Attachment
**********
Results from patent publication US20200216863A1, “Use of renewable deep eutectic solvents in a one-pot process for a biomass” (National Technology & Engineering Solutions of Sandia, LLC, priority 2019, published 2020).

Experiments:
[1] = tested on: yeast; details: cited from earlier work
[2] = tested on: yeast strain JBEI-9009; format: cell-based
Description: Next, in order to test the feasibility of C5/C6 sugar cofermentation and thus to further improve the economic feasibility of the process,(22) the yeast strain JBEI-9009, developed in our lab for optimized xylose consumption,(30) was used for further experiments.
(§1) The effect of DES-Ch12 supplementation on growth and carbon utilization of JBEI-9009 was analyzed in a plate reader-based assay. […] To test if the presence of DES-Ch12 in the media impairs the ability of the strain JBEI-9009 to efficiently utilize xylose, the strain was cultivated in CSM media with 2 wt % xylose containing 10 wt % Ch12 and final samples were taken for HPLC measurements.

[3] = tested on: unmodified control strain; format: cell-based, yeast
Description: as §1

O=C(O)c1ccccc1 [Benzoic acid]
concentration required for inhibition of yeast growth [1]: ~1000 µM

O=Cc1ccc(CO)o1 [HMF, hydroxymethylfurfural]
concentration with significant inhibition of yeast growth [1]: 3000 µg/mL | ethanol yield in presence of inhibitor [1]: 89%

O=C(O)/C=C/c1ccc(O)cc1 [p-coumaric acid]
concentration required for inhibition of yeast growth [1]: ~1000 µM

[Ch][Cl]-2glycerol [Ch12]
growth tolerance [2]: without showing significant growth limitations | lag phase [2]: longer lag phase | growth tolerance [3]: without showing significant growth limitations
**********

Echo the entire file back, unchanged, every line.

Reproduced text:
Results from patent publication US20200216863A1, “Use of renewable deep eutectic solvents in a one-pot process for a biomass” (National Technology & Engineering Solutions of Sandia, LLC, priority 2019, published 2020).

Experiments:
[1] = tested on: yeast; details: cited from earlier work
[2] = tested on: yeast strain JBEI-9009; format: cell-based
Description: Next, in order to test the feasibility of C5/C6 sugar cofermentation and thus to further improve the economic feasibility of the process,(22) the yeast strain JBEI-9009, developed in our lab for optimized xylose consumption,(30) was used for further experiments.
(§1) The effect of DES-Ch12 supplementation on growth and carbon utilization of JBEI-9009 was analyzed in a plate reader-based assay. […] To test if the presence of DES-Ch12 in the media impairs the ability of the strain JBEI-9009 to efficiently utilize xylose, the strain was cultivated in CSM media with 2 wt % xylose containing 10 wt % Ch12 and final samples were taken for HPLC measurements.

[3] = tested on: unmodified control strain; format: cell-based, yeast
Description: as §1

O=C(O)c1ccccc1 [Benzoic acid]
concentration required for inhibition of yeast growth [1]: ~1000 µM

O=Cc1ccc(CO)o1 [HMF, hydroxymethylfurfural]
concentration with significant inhibition of yeast growth [1]: 3000 µg/mL | ethanol yield in presence of inhibitor [1]: 89%

O=C(O)/C=C/c1ccc(O)cc1 [p-coumaric acid]
concentration required for inhibition of yeast growth [1]: ~1000 µM

[Ch][Cl]-2glycerol [Ch12]
growth tolerance [2]: without showing significant growth limitations | lag phase [2]: longer lag phase | growth tolerance [3]: without showing significant growth limitations